Ghee does contain Butyric Acid, a short chain saturated fatty acid. Butyric Acid has shown to have a positive role in maintaining gut health, and also reducing cellular inflammation. Not just that it has some immuno-modular effect as well. However, our body is capable of making its own butyric acid provided that we follow a diet rich in dietary fiber (fruits, whole grains!). And not all sources of ghee provide a significant amount of Butyric Acid, there are major differences in butyric acid concentration of store bought (different brands) and home made Ghee. Check out this comparative study.
So, yes Ghee does have a positive effect on immune health 🙂
4. Ghee is full of antioxidants!
Never in my years of nutritional studies and practice did I ever come across any evidence that will back up this miraculous finding! So if any of you (my sweet readers) have related information(evidence based info of course), please do enlighten rest of us(in the comment section…👇)
MYTH of course!
Friends, Ghee is just Ghee…just the whiff of it reminds me of my childhood, it reminds me of Diwali, and brings forth memories of my room-mates who loved ghee and with whom I used to eat in the same a plate (we were just too lazy, so instead of washing 3 different dishes, thought why not eat together!) Anyways, point is, instead of glorifying a butter fat, and just because it is good in these two things assuming that it must be really good in 10 more things is absurd!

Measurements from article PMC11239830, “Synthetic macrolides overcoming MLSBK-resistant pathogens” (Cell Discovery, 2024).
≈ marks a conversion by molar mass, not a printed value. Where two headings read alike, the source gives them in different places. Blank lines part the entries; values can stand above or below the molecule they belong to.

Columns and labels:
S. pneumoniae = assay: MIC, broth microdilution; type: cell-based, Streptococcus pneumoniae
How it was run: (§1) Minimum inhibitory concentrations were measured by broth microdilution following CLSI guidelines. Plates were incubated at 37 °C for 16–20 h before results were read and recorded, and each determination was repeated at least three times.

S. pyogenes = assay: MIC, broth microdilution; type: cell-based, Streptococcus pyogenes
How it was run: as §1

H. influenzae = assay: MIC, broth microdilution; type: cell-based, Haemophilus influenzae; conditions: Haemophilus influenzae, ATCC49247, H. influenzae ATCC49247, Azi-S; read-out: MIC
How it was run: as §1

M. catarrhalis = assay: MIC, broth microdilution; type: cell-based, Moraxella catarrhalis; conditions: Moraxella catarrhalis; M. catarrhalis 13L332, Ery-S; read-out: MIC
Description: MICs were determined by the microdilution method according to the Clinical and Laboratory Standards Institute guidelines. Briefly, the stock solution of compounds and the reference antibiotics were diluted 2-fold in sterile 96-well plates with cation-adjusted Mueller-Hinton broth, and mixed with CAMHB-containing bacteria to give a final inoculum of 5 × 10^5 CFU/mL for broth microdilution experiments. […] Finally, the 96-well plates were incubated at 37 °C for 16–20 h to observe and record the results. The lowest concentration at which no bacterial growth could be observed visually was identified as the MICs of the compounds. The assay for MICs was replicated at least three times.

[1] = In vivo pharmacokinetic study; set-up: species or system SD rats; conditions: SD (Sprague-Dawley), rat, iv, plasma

Its like assuming because Sachin is a great batsman he must also be really good at doing Bharatnatyam and also must be an extremely fluent Russian speaker (now we do not have any proof that he isn’t but we also don’t know for sure that he is)!
So, stop glorifying GHEE and just eat it for the love of the food!
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She is a Registered Dietitian who does not believe in dieting; She has a Master’s Degree in Nutrition but she is not your “I know it all Nutrition Guru!”; She loves food but loves talking about food even more. Her articles are a direct reflection of her personal quest where nutrition science meets real life! Oh, and she is owned by a 3 m.o. naughty kitten 🙂